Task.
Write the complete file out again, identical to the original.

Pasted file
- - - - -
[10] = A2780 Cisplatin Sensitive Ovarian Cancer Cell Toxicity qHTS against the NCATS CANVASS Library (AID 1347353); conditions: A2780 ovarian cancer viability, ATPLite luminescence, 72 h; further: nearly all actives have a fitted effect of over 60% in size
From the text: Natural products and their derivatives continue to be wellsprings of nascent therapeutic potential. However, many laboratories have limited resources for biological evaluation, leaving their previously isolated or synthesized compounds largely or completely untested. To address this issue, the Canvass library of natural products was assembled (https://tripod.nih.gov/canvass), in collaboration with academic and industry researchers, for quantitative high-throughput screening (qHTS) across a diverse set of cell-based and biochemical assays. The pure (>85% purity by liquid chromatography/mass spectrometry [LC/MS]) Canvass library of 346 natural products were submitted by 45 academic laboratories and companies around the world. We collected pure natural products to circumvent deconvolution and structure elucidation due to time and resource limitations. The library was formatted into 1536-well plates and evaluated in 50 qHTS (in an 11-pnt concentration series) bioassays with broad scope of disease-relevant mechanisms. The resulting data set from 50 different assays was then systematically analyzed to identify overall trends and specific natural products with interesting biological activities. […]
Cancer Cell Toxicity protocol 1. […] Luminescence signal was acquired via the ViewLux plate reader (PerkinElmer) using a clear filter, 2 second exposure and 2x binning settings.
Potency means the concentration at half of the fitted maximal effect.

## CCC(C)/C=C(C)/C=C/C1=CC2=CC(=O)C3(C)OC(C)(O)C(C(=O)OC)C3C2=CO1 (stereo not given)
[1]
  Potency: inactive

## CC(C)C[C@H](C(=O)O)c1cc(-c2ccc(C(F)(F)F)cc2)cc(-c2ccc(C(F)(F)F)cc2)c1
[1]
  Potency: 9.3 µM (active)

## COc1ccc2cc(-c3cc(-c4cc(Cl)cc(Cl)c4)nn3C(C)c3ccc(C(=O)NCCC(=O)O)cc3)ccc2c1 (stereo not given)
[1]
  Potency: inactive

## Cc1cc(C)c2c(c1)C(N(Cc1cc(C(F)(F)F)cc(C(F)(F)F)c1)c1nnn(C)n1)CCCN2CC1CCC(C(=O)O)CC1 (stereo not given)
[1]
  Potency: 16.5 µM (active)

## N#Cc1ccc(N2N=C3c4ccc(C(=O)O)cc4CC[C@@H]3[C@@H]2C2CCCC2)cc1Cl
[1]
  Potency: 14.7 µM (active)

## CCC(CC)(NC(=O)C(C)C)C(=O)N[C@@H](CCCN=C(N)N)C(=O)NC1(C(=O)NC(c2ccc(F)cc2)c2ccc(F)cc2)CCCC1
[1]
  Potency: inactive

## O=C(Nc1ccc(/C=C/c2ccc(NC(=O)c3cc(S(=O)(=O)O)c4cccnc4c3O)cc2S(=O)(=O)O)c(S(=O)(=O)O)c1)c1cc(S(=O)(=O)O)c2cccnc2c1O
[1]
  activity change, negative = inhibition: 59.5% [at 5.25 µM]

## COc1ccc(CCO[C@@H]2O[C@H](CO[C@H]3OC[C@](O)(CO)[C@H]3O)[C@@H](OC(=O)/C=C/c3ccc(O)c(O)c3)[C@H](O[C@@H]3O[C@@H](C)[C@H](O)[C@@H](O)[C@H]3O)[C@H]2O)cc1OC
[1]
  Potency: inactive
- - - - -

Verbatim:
[10] = A2780 Cisplatin Sensitive Ovarian Cancer Cell Toxicity qHTS against the NCATS CANVASS Library (AID 1347353); conditions: A2780 ovarian cancer viability, ATPLite luminescence, 72 h; further: nearly all actives have a fitted effect of over 60% in size
From the text: Natural products and their derivatives continue to be wellsprings of nascent therapeutic potential. However, many laboratories have limited resources for biological evaluation, leaving their previously isolated or synthesized compounds largely or completely untested. To address this issue, the Canvass library of natural products was assembled (https://tripod.nih.gov/canvass), in collaboration with academic and industry researchers, for quantitative high-throughput screening (qHTS) across a diverse set of cell-based and biochemical assays. The pure (>85% purity by liquid chromatography/mass spectrometry [LC/MS]) Canvass library of 346 natural products were submitted by 45 academic laboratories and companies around the world. We collected pure natural products to circumvent deconvolution and structure elucidation due to time and resource limitations. The library was formatted into 1536-well plates and evaluated in 50 qHTS (in an 11-pnt concentration series) bioassays with broad scope of disease-relevant mechanisms. The resulting data set from 50 different assays was then systematically analyzed to identify overall trends and specific natural products with interesting biological activities. […]
Cancer Cell Toxicity protocol 1. […] Luminescence signal was acquired via the ViewLux plate reader (PerkinElmer) using a clear filter, 2 second exposure and 2x binning settings.
Potency means the concentration at half of the fitted maximal effect.

## CCC(C)/C=C(C)/C=C/C1=CC2=CC(=O)C3(C)OC(C)(O)C(C(=O)OC)C3C2=CO1 (stereo not given)
[1]
  Potency: inactive

## CC(C)C[C@H](C(=O)O)c1cc(-c2ccc(C(F)(F)F)cc2)cc(-c2ccc(C(F)(F)F)cc2)c1
[1]
  Potency: 9.3 µM (active)

## COc1ccc2cc(-c3cc(-c4cc(Cl)cc(Cl)c4)nn3C(C)c3ccc(C(=O)NCCC(=O)O)cc3)ccc2c1 (stereo not given)
[1]
  Potency: inactive

## Cc1cc(C)c2c(c1)C(N(Cc1cc(C(F)(F)F)cc(C(F)(F)F)c1)c1nnn(C)n1)CCCN2CC1CCC(C(=O)O)CC1 (stereo not given)
[1]
  Potency: 16.5 µM (active)

## N#Cc1ccc(N2N=C3c4ccc(C(=O)O)cc4CC[C@@H]3[C@@H]2C2CCCC2)cc1Cl
[1]
  Potency: 14.7 µM (active)

## CCC(CC)(NC(=O)C(C)C)C(=O)N[C@@H](CCCN=C(N)N)C(=O)NC1(C(=O)NC(c2ccc(F)cc2)c2ccc(F)cc2)CCCC1
[1]
  Potency: inactive

## O=C(Nc1ccc(/C=C/c2ccc(NC(=O)c3cc(S(=O)(=O)O)c4cccnc4c3O)cc2S(=O)(=O)O)c(S(=O)(=O)O)c1)c1cc(S(=O)(=O)O)c2cccnc2c1O
[1]
  activity change, negative = inhibition: 59.5% [at 5.25 µM]

## COc1ccc(CCO[C@@H]2O[C@H](CO[C@H]3OC[C@](O)(CO)[C@H]3O)[C@@H](OC(=O)/C=C/c3ccc(O)c(O)c3)[C@H](O[C@@H]3O[C@@H](C)[C@H](O)[C@@H](O)[C@H]3O)[C@H]2O)cc1OC
[1]
  Potency: inactive